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crash test dummy >> seth: how is -- how has the covid-19 protocol life been on set of a show that obviously, you know, you are so many seasons into it. it must be jarring to be so different. >> it was, you know, incredibly strange as actor to have to cover your face to rehearse, because it's sort of counterintuitive to everything that an actor needs to communicate. so that part's weird and it wasn't easy in the beginning. but now we know we just do it and they let us -- we get tested -- i get tested two times a day. and for the rehearsals -- the run throughs, we're allowed to take off the masks and show everyone and they're so great the way they've done it here we all have different zones. now i have to wear a tracking thing so they can tell if i've been in contact with someone longer than five minutes who was outside my zone. they, you know - so there's a lot more things going on now, and the thing's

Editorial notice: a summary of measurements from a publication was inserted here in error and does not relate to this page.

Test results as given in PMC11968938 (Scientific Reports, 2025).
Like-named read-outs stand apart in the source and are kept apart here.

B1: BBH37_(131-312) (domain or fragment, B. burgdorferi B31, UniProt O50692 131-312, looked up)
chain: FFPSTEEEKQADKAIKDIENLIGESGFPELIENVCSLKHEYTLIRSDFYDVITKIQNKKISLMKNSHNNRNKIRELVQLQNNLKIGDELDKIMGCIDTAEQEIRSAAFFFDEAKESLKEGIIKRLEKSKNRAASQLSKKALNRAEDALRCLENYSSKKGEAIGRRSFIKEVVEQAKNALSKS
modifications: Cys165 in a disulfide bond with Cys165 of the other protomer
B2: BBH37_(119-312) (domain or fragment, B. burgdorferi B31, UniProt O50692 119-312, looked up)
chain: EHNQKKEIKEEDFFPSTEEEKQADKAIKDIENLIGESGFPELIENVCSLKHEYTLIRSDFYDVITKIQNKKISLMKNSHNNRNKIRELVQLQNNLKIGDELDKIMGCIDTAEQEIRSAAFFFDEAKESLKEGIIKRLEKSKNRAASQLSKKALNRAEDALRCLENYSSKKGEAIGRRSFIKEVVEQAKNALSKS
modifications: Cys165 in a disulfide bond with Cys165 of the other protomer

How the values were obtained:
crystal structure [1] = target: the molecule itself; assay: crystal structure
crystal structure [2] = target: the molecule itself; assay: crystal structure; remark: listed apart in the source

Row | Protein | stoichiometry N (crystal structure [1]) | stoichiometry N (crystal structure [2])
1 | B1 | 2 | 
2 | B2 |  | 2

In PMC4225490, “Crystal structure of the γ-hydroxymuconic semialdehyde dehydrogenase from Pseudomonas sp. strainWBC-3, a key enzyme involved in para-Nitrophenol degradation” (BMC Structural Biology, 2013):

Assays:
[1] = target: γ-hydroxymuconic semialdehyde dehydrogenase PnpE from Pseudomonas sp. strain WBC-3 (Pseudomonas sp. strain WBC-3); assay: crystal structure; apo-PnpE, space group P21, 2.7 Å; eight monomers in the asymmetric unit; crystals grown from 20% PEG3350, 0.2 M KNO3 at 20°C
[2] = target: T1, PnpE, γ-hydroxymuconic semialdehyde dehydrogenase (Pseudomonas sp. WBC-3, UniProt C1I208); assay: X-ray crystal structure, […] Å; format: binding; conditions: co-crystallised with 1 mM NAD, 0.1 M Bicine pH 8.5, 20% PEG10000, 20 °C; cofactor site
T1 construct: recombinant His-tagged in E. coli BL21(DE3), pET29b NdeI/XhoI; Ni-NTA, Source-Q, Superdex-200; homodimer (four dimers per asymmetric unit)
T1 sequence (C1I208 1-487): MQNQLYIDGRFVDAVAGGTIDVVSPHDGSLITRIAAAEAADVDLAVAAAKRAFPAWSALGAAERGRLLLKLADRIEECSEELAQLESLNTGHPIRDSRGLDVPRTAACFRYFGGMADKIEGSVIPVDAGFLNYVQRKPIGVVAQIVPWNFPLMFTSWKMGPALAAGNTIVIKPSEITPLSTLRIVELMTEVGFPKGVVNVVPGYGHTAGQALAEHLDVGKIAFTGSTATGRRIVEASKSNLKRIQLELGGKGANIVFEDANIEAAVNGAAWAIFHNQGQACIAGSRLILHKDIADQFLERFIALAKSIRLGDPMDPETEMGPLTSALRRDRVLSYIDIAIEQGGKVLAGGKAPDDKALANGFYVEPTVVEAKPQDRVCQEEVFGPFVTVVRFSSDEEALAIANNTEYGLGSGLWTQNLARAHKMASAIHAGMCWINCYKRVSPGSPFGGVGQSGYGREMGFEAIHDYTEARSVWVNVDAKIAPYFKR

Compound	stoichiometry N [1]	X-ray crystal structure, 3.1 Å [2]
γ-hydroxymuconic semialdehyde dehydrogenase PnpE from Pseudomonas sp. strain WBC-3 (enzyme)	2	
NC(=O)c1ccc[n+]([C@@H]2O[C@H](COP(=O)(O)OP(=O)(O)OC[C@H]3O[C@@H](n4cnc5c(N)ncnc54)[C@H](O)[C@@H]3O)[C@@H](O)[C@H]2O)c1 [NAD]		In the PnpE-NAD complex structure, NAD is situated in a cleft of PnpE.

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still up the nose which i enjoy for some reason. i'm just grateful that we're actually able to work during this time. not too many people have been that lucky so -- >> seth: i feel lucky as well to both back to work and also i think i enjoy the thing up the nose as well >> you do? >> seth: i think i do. i first dreaded it, and now it's like a really nice way to sort of start the day >> i do look forward to it and some of them don't do it hard enough. i'm like, "can you do it a little harder? >> seth: right, yeah well, i mean, i -- i do have a safe word with people here [ laughter ] which i highly recommend having. >> what's your safe word >> seth: "no oh, god! [ laughter ] i guess it's three it's three safe words. hey, so this is a fantastic film with just a wonderful comedic cast you play a woman who we saw in the clip who sort of resorts to self help books and daily affirmations